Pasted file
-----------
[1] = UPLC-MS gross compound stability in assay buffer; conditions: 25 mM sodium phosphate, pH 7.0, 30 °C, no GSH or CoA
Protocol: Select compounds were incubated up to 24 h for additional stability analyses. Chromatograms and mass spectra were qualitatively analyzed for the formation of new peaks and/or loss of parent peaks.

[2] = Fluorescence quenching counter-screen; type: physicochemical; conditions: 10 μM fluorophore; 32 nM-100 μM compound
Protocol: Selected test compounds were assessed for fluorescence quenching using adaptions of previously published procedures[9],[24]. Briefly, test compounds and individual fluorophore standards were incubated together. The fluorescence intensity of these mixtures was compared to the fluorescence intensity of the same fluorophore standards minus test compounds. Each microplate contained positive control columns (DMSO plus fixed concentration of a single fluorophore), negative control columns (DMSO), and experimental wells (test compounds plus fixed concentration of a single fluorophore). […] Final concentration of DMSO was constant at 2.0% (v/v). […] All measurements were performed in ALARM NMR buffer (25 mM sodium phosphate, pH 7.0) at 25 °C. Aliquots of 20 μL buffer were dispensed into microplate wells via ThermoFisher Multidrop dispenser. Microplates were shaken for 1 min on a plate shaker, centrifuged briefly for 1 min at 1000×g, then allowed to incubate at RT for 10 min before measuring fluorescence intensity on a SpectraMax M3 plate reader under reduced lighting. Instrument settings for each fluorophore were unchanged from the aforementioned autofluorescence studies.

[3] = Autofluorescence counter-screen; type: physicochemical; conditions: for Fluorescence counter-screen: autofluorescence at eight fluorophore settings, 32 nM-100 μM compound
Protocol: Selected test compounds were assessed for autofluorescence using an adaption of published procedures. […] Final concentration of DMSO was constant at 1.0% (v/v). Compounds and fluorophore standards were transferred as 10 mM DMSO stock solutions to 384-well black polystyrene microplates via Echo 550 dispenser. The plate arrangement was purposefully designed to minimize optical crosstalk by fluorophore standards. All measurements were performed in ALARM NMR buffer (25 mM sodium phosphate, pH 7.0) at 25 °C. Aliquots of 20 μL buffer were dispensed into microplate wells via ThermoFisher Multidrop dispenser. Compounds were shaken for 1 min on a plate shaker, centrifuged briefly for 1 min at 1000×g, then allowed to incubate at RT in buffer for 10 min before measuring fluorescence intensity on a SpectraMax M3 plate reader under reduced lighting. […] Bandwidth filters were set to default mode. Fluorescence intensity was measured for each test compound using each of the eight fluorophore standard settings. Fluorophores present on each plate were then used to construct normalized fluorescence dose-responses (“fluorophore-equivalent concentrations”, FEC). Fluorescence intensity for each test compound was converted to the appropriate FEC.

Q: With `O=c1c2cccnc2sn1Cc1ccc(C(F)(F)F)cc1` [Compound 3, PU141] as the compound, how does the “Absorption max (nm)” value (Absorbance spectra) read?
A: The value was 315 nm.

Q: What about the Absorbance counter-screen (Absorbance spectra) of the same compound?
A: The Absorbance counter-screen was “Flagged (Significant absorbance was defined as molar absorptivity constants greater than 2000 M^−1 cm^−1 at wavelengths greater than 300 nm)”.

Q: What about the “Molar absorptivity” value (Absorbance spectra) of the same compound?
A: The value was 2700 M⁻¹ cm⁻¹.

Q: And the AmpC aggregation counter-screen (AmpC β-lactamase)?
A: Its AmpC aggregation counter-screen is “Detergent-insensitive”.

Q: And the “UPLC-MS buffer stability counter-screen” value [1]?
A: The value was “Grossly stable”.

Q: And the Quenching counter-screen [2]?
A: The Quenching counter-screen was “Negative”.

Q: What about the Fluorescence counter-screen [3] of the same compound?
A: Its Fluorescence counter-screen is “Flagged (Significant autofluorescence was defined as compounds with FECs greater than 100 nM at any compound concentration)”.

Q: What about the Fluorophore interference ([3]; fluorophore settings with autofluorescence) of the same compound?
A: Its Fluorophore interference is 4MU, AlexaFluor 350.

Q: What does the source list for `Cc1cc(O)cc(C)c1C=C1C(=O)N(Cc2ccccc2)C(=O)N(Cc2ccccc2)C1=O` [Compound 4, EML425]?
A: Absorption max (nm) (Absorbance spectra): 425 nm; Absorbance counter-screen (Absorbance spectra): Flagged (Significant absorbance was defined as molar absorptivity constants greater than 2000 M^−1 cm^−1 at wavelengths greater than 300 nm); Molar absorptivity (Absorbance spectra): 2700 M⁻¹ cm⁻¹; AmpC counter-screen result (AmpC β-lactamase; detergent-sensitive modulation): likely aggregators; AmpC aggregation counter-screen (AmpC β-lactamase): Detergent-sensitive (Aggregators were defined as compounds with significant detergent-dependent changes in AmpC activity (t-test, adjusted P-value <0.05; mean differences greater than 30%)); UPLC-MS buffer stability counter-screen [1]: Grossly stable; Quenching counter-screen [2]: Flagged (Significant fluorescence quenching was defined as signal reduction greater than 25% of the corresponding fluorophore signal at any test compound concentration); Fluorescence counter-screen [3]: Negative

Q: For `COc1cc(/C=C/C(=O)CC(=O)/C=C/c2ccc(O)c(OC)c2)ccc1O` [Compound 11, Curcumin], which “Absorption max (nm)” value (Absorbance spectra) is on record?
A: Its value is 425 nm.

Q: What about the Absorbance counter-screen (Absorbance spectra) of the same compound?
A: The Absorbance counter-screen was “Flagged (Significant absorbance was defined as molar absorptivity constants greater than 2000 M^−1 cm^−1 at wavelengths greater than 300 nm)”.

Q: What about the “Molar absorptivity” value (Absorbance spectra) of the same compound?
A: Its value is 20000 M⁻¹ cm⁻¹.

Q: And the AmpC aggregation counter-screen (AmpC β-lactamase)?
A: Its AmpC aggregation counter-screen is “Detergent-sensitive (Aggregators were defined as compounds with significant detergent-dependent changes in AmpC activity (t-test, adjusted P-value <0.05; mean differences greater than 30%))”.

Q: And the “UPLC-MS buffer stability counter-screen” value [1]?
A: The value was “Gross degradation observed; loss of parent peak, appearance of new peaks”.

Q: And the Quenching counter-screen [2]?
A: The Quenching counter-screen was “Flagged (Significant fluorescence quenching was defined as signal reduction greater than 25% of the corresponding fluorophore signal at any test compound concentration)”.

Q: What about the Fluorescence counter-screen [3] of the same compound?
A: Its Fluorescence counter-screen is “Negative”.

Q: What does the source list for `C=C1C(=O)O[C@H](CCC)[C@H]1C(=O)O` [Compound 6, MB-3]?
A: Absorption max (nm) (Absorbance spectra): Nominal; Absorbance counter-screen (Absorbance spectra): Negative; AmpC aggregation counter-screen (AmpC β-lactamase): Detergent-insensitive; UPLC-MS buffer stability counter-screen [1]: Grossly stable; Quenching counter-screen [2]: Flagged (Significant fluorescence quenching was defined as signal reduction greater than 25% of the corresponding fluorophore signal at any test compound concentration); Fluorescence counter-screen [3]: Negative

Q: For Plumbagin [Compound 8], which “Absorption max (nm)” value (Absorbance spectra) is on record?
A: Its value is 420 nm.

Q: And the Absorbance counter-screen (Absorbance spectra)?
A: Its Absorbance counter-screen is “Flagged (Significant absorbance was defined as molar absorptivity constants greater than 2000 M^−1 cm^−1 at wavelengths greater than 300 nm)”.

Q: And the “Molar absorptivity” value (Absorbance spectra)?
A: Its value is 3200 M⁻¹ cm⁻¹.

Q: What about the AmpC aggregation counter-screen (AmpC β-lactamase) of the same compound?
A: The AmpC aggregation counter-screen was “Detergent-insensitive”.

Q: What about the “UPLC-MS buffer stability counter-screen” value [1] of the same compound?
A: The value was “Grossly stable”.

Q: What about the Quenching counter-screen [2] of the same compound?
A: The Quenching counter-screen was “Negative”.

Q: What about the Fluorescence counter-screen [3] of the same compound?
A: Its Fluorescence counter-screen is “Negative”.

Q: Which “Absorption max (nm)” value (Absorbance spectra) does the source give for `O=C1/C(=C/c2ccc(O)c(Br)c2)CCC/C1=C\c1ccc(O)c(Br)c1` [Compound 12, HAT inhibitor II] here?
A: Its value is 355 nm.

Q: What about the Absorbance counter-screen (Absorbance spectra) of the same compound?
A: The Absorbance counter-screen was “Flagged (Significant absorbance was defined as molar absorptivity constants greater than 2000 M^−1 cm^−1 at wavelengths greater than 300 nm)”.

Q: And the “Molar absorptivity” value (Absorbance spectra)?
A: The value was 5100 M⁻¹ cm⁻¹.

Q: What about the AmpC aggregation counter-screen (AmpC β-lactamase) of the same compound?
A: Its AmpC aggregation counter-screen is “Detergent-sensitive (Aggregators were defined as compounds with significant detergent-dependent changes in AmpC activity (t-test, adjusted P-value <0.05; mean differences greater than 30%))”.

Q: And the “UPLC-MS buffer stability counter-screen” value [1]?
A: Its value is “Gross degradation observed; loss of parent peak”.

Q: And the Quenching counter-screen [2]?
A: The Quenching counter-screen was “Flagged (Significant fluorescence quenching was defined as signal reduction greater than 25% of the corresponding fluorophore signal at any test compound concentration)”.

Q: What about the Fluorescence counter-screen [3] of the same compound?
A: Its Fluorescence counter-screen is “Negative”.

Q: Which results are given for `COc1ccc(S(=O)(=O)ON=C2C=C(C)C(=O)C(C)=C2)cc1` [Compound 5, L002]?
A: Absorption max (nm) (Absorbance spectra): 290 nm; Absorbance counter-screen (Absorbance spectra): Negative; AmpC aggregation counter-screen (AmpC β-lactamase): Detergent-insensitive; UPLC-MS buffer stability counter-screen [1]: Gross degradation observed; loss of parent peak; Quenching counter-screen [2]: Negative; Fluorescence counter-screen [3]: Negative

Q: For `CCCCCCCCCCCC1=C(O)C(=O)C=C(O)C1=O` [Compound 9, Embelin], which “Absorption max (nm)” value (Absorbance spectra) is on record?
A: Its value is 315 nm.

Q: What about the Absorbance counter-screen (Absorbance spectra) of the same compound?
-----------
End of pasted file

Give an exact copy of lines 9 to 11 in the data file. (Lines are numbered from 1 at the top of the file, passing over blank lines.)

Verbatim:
Q: What about the Absorbance counter-screen (Absorbance spectra) of the same compound?
A: The Absorbance counter-screen was “Flagged (Significant absorbance was defined as molar absorptivity constants greater than 2000 M^−1 cm^−1 at wavelengths greater than 300 nm)”.

Q: What about the “Molar absorptivity” value (Absorbance spectra) of the same compound?